ORGANIZED LIBERALISM

ORGANIZED LIBERALISM

 

Organization (of liberalism) refers to the existence and functioning of political parties. However, the essence of liberalism is currently burdened by generalities and the promotion of vague concepts. To revitalize liberalism and make liberal parties powerful and government oriented we need to change certain political priorities.

All policies promoted and supported by liberal political parties have to adhere to specific policy criteria. There have to be two root bases on which policies should be judged whether they are liberal or not. The one should be the promotion of less state intervention. It has to be finally recognized that the public sector is not any longer part of the solution but the problem itself. Limiting the state is a first step towards achieving reforms, unburdening the markets and thus approaching development and welfare.

The other should be the adamanant respect of freedom. Whatever limits a person’s ability to deal independently with his future and his life in general, should be refuted as non-liberal and condemned as conservative or social-democratic. All policies pursued should be evaluated and judged through these ideological guidelines.

The essential objective of organized liberalism is the defense of private property and the fostering of enterpreneurial activity of private individuals – easy access to money, guarantee of raw material, less state intervention (taxation/regulation), ample energy sources, and an available labor force. National competitive advantage relates to the low cost of goods. But all of these above issues have to be observed. Not only ie the guarantee of low labor costs. It goes without saying that respect of human rights falls within the scope of liberal policies. The above objectives, nevertheless, comprise the core of the human rights’ defense that liberals should struggle to uphold.

The idea of capitalism, within a framework of a liberal and democratic society, surpasses all other forms of effective social organization. History has proved it. Recent events (after 2nd WW), glorifying and justifying state intervention and purporting Keynesianism, have blurred and undermined it.

Free market capitalism (in the form of modern liberalism) confronted historically the landed aristocracy to promote the interests of commercial city vendors and the emerging at that time enterpreneurs. Faced later with the challenge of organized labor, liberals turned to ‘levellist’ (ie, pursuing equality be means of income redistribution) ideas promoting regulation of the economy to force the market to become “fairer”. This meant regulation and ‘distribution’ from above. It was the beginning of the decay of liberal parties and the termination of their relationship with government office.

Inevitably, this brought their downfall and long standing weakness. Conservatives and Socialists fought for the control of the (nunny) state and thus the commanding heights of the economy. Liberal ideas lost their distinctive power. Liberals became well wishers and worshippers of something not clearly observed.

There is a need for a return to the fundamentals of liberal thought. Separate roads have to be followed in relation to conservatives. Based on the suspicion of the state, they have to turn their back to consensus politics, fight without restrain for private property rights, uphold the privacy of individual life, believe in the inviolability of constitutional and human rights, and exclude from the eye of the state the control of economic transactions or the recording of private consumer habits and practices. Liberalism is a way of life-not just an ideology. There can never be two faced hypocrites. Liberals need to be firm in their beliefs and clearly different from all the others. This the only way to prove without doubt that liberalism is the most effective tool of development and for bringing countries quickly to the road of prosperity and welfare.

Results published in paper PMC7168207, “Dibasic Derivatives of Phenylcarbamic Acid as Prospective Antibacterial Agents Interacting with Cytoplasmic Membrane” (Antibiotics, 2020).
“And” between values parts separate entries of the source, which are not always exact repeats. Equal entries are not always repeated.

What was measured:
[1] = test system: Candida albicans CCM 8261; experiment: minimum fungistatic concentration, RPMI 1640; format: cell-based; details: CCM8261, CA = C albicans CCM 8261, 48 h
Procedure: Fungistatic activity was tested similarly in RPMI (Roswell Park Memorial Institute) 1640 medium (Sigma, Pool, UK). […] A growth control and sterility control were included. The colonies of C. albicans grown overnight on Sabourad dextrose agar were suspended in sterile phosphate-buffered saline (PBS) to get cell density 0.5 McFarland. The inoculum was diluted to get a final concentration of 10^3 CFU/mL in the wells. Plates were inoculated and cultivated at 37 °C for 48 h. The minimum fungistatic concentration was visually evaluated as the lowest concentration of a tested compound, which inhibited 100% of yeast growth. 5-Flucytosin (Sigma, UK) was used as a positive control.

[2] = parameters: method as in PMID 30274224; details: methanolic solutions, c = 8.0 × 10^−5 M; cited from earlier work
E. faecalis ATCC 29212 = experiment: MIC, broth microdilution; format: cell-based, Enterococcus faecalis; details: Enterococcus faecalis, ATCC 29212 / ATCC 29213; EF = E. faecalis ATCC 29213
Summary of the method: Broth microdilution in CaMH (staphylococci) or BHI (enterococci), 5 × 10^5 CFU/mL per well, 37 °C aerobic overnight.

Let us observe some political features that distinguish liberal ideas from other ideological considerations:

In CONSERVATISM, Everything is forbidden, unless specifically allowed

In SOCIALISM, All is the responsibility of the state, which also defines what can be allowed or tolerated to be private.

In LIBERALISM. Unless specifically forbidden, all is allowed

Conservatism differs from liberalism because it is authoritarian, willing to use the state machinery to achieve predetermined ands. It believes in an omnipotent state able to “protect” its citizens even against themselves. This autarchic paternalism defines conservatism’s ideological profile. Whereas conservatives do not trust entirely the people and their free choices, liberals believe that man is the measure of all things. He is free to decide his future and realize unobstructed his destiny. Even if it differs from what others (who ?) believe that it is bad for him…

In all political considerations, as Lurwig von Mises has stated, there is only the choice between communal ownership and private ownership of the means of production. It is thus capitalism (everything privately owned) the only feasible system of social organization based on the division of labor which brings results and desirable economic and social outcomes. The productivity of the capitalist mode of production is the outcome of the capitalist mentality aiming to the satisfaction of man's wants; it is also a result of modern technology only in so far as the development of technology must, of necessity, follow from the capitalist mentality.

It was capitalism that created the technology, and not the other way round. Economic activity can no longer be carried on rationally once the prevailing mentality has reverted to traditionalism and faith in a top down authority. The entrepreneur, the catalytic agent, of the capitalist economy and also of modern technology, is inconceivable in an environment in which everyone acts on the basis of state plans and directives.

If one characterizes as unfeasible every system other than that based on private ownership of the means of production, it follows necessarily that private property must be maintained as the basis of social cooperation and association and that every attempt to abolish it must be vigorously combated. It is for this reason that liberalism defends the institution of private property against every attempt to destroy it.

The continued existence of society depends upon private property, and since men have need of society, they must hold fast to the institution of private property to avoid injuring their own interests as well as the interests of everyone else. For society can continue to exist only on the foundation of private property. Science has succeeded in showing that every system of social organization that could be conceived as a substitute for the capitalist system is self-contradictory and unavailing, so that it could not bring about the results aimed at by its proponents.